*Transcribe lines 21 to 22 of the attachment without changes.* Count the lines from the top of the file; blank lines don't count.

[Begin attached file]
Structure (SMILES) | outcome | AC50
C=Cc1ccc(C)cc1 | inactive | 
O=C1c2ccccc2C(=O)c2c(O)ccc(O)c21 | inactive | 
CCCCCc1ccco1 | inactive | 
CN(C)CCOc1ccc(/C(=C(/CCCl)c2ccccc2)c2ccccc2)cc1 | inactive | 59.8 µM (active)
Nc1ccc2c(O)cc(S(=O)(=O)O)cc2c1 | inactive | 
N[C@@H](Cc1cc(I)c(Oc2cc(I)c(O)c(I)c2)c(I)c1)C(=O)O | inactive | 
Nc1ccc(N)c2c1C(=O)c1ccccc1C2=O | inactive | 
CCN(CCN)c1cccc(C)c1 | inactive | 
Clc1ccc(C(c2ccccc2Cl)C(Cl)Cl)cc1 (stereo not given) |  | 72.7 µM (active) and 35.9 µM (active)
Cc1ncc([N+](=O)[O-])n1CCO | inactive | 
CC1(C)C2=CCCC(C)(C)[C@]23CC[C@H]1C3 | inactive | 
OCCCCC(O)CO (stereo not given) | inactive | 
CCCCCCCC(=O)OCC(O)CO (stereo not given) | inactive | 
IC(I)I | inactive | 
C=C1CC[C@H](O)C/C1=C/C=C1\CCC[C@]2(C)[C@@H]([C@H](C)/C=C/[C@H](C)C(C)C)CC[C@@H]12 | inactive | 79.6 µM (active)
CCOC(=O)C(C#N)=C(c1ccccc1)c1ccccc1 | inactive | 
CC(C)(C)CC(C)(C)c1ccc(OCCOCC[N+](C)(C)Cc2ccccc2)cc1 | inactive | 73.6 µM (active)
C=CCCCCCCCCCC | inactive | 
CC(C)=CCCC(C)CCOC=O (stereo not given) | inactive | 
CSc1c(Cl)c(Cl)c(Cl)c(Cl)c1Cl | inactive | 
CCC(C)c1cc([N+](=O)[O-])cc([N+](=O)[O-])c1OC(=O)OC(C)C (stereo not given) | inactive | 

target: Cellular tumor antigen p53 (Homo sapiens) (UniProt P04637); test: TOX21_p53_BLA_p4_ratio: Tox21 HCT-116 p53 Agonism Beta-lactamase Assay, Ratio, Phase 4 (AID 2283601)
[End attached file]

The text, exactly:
CSc1c(Cl)c(Cl)c(Cl)c(Cl)c1Cl | inactive | 
CCC(C)c1cc([N+](=O)[O-])cc([N+](=O)[O-])c1OC(=O)OC(C)C (stereo not given) | inactive | 